The Korf Blog

The inside story: our research, development and opinions

20 May 2019
Headshell Performance — Jelco HS-25
In this series of articles, we measure the performance of removeable tonearm headshells. Today, the subject is a Jelco HS-25, a premium headshell in the Jelco lineup.

The headshell is made of magnesium alloy and weighs 12.5 gram without wires or mounting hardware. The fingerlift is attached by two tiny screws.

Jelco's bayonet mount is slightly different from the typical one. While usually the location pin is only protruding at the top, Jelco's is also sticking out at the bottom. This definitely improves the mechanical connection, but makes the headshell incompatible with some tonearms that only have the top slot.
The surface is anodized black, which doesn't really help when attaching an accelerometer.


The Jelco looks exactly the same as Sumiko HS-12, sans the finger lift, so it should perform more or less the same... but it doesn't. The oscilloscope trace of Jelco's IET measurement is nothing like Sumiko's.
Jelco HS-25
Sumiko HS-12
The Jelco rings a lot "cleaner". Here is the spectrogram comparison between Sumiko HS-12 and the Jelco HS-25:
Frankly, I expected them to be alike. After all, a Sumiko is just an OEM version of a Jelco, and they shouldn't be different at all.

But the reality has a funny way of shattering the assumptions. While the similarities are clear (same main mode at about 750-800 Hz), the differences are abundant.

Jelco has an additional and quite pronounced mode at 550 Hz, but no 2.5 kHz peak that is so dominant with the Sumiko.

This surprised me so much that I suspected some irregularities in measurement signal chain. A few days later, I've re-done the measurements with a different DAQ. Here's the result:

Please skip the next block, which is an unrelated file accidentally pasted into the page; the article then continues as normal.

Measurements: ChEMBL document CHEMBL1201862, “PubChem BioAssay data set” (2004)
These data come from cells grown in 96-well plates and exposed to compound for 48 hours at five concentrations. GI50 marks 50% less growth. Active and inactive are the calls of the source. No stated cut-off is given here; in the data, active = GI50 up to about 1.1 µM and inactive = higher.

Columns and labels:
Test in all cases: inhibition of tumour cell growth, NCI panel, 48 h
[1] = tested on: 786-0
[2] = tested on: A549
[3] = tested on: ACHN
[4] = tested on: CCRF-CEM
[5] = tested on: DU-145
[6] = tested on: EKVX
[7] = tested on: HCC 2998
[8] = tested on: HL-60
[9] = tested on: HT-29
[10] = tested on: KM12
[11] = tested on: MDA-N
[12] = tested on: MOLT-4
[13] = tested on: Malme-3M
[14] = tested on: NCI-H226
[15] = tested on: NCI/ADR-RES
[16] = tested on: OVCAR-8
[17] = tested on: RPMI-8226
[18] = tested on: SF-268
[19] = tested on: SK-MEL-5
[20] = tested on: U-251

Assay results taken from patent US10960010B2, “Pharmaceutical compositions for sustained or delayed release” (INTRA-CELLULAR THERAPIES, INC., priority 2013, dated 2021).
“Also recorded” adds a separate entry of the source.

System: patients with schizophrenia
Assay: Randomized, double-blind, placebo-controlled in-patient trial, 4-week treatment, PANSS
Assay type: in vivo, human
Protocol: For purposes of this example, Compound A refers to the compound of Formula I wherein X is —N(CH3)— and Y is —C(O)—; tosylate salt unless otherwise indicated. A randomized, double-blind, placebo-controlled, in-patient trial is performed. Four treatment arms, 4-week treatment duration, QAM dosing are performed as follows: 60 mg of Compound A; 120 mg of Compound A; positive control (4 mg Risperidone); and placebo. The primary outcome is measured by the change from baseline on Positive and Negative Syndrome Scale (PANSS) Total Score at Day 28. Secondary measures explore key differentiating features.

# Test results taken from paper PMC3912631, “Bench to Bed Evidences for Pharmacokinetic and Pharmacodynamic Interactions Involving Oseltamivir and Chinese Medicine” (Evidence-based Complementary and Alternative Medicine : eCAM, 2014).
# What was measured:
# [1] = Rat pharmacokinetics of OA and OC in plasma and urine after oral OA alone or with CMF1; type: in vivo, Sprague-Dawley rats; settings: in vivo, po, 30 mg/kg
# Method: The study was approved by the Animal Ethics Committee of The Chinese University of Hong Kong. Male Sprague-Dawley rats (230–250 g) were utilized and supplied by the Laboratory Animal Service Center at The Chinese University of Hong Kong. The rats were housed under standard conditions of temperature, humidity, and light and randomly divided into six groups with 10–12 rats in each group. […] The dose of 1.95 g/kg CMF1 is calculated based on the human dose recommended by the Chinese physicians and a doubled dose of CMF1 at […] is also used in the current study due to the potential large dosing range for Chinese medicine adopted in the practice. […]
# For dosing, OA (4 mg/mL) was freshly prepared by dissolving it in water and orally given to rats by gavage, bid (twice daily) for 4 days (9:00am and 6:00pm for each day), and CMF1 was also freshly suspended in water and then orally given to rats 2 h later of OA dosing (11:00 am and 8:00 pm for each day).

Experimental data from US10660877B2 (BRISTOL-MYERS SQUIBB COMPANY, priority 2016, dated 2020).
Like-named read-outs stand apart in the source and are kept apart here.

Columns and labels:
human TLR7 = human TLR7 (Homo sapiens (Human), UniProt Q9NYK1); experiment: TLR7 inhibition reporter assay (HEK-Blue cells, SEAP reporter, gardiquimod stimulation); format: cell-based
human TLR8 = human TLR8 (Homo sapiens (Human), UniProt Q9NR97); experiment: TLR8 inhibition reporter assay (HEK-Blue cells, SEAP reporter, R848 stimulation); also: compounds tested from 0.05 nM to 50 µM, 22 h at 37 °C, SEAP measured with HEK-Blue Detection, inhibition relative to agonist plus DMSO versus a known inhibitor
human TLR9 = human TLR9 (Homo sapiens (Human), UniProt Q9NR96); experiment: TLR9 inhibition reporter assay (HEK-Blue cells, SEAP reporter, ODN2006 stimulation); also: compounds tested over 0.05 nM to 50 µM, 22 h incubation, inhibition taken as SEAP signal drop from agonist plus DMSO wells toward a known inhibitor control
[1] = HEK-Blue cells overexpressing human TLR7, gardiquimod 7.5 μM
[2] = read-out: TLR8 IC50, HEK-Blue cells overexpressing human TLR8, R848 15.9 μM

No difference. The signal chain is ok. It's the Jelco that is quite different from Sumiko.
The waterfall plot has no surprises:

For IET measurement with a Technics EPC-U24 cartridge, we're comparing the Jelco to the Sumiko again.
Chalk and cheese. But these 2 kHz and 3 kHz modes are common.

I think I must redo the measurements of the Sumiko headshell with the cartridge attached. The lack of the main mode around 700 Hz points to some kind of error.
OEM version of same headshell is significantly different
The original Jelco HS-25 turned out to be quite different from its OEM version, the Sumiko HS-12. The examples I have are separated by a couple of decades: Sumiko was made in the 1990s, and the Jelco is recent. Perhaps Jelco switched to a different alloy composition?

Today's findings are one more reason to stop "listening with one's eyes". Very similar, even visually identical, devices can have different measured performance. I wouldn't be surprised if they sound quite different too.
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